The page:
Hit Man review | Glen Powell shoots for stardom in Richard Linklater’s brilliant comedy

glen powell stars in hit man
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Glen Powell shines as a Top Gun for hire in Richard Linklater’s rom-com-thriller. Here’s our Hit Man review.

If Glen Powell really is basing his career off that Tom Cruise bloke, he’s going the right way about it.

He’s done his Top Gun, of course, with, er, Top Gun: Maverick. 2018’s Set It Up could be his Jerry Maguire. But it’s Hit Man, his third collaboration with director Richard Linklater and his first writer/producer credit, which might just cement him as a real contender for his generation’s Cruise-crown. If Hit Man blows up like it deserves to, it could make him a movie star.

Loosely based on the real-life story of Gary Johnson, the film plays brilliantly to Powell’s strengths. Remarkably, for someone with his Roman statue physique, he starts the story as a nerdy psychology and philosophy professor who helps police sting operations with tech support on the weekends. But when their regular undercover agent (Austin Amelio’s Jasper) is suspended, Gary is forced into his colleague’s jeans, posing as a gun-for-hire for an endless parade of would-be accomplices to murder.

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To everyone’s surprise, he’s pretty good at it. Thankfully for us, it also gives Powell an excuse to show off his extensive dressing-up box, swapping between Russian mobster and smooth-talking assassin depending on what his targets expect to see in a hit man.

It’s all going rather well, until Gary meets Adria Arjona’s Maddy, who wants his help murdering her abusive husband. From here, if we’re sticking with the Tom Cruise parallels, everything goes a bit Cocktail. After already cementing his rom-com credentials with Set It Up, Powell could honestly have chemistry with a ceiling fan, but he doesn’t need to – sparks fly between the two from the off, and their relationship proves a sizzling through-line for the action to follow.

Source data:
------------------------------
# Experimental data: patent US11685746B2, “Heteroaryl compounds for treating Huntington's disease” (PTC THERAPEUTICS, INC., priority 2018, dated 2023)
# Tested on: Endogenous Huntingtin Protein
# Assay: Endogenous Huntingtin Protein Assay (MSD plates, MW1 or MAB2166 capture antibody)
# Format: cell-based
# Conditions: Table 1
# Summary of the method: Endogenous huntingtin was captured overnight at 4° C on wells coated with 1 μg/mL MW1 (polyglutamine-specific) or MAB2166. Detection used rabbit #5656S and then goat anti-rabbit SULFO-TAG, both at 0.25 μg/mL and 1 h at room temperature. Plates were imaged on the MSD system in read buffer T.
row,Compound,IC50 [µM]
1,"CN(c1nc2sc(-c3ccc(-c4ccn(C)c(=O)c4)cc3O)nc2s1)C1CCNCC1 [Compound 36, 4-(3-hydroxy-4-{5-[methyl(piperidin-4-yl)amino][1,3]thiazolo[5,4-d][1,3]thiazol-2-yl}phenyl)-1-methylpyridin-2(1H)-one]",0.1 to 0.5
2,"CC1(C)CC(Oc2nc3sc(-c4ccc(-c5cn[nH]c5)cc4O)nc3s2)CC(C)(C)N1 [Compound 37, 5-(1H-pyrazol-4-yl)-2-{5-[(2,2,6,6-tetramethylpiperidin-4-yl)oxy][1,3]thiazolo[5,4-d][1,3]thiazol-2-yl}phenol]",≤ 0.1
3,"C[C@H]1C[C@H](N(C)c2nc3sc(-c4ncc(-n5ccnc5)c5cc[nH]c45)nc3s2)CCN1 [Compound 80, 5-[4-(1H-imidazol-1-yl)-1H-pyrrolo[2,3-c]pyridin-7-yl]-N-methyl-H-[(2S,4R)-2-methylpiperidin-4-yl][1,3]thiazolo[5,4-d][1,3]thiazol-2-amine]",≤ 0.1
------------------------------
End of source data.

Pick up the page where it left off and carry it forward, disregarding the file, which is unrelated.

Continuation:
Because the action, inevitably, does follow. As you’d expect for a film about fake hit men and undercover cops, things don’t go entirely to plan. The delightfully twisty plot makes room for plenty of tense moments as Gary tries to hide his identity from Maddy, who has fallen for his sexy alter-ego rather than the bird-watching academic underneath.

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While the murder-y premise goes to some pretty dark places on paper, Linklater’s direction keeps the film light on its feet. Gary’s philosophical musings on identity provide another rock-solid basis for his change throughout the film, resulting in a performance that manages to be utterly charming and completely transformational at the same time. In another parallel to Top Gun: Maverick, the plot of Hit Man is impressively watertight.

All that adds up to a hilariously charming genre mash-up, and possibly one of the most flat-out entertaining films of 2023. Smart, sexy, and consistently funny, Hit Man (were it not likely to head straight to Netflix) seems tailor-made to make Glen Powell into a star. All we have to do to help him along is to go and see it.

Hit Man is screening at the BFI London Film Festival.

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